Allies and opponents clamored Tuesday for Prime Minister Ehud Olmert’s resignation after scathing criticism from an official commission of his performance during last year’s Lebanon war.
Olmert took the blow of his long political life Monday when a government war probe tarred him as acting rashly in the initial stage of Israel’s war against Hezbollah guerrillas, who seized two Israeli soldiers and bombarded northern Israeli communities with rockets.
Despite the unprecedented criticism, Olmert immediately vowed to stay on.
Olmert tried to project a business-as-usual image on Tuesday, attending a swearing-in ceremony for Israel’s new police commissioner and instructing Defense Minister Amir Peretz to draw up a plan for dismantling unauthorized West Bank settlement outposts.
But the prime minister – who stayed up all night reading the 263-page report, aides said – looked haggard, and he struggled to stay awake at the police ceremony. TV cameras caught his eyes closing several times, and local stations ran the scene again and again. Confidants spoke of a gloomy atmosphere in his office.
Officials increase corn price 700%
The government on Tuesday announced a nearly 700 percent increase in the price of corn, the mainstay of the Zimbabwean diet, amid worsening economic woes that already have many people eating one meal a day or less.
Boiled corn meal, known as sadza, is the foundation of many typical dishes, accompanied by savory vegetable or meat stew. It also is eaten as a porridge.
The price of an 11-pound bag of corn meal – which provides an average family of six one meal a day for about five days – now will sell for $1.45, up from 21 cents.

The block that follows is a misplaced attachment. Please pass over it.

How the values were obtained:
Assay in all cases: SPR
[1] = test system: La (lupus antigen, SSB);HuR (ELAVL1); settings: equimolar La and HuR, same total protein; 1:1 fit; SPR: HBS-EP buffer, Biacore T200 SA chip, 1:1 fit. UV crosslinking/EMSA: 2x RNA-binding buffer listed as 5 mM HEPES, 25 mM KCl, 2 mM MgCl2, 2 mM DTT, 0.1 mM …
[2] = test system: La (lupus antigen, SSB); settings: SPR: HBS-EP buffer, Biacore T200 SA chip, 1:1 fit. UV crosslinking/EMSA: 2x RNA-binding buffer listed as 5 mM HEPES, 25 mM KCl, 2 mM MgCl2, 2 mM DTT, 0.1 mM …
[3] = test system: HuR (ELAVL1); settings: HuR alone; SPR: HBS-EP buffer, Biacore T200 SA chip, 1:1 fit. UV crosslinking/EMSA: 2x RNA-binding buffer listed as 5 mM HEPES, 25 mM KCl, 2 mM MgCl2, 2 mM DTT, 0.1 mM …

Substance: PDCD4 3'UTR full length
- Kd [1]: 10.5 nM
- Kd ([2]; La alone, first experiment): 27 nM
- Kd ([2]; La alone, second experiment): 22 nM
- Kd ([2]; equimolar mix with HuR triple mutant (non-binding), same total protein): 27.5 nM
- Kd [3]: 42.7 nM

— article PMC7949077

Agriculture Minister Rugare Gumbo said the price hike will fund a nearly 600 percent increase in the government-controlled price that corn farmers receive, a measure to encourage food production, state radio reported.
Overall, official inflation surged last month to 2,200 percent, the highest in the world.
Liberia restarts diamond industry
Liberia’s president formally opened 10 diamond screening and evaluation offices across the country on Tuesday, marking the first step toward restarting the industry following the end of a six-year ban by the United Nations.
The ban on Liberian diamonds, imposed in 2001 when so-called “blood diamonds” were being used to fuel civil wars in west Africa, was lifted by the United Nations three days ago. The U.N. cited steps taken by the country toward joining an international program to certify the diamonds’ origin and ensure they were mined legally.
At a ceremony in the northwestern town of Tubmanburg on Tuesday, President Ellen Johnson Sirleaf urged Liberians to keep the sanctions lifted by embracing the international certification system, called the Kimberley Process. Group members agree to trade only certified diamonds.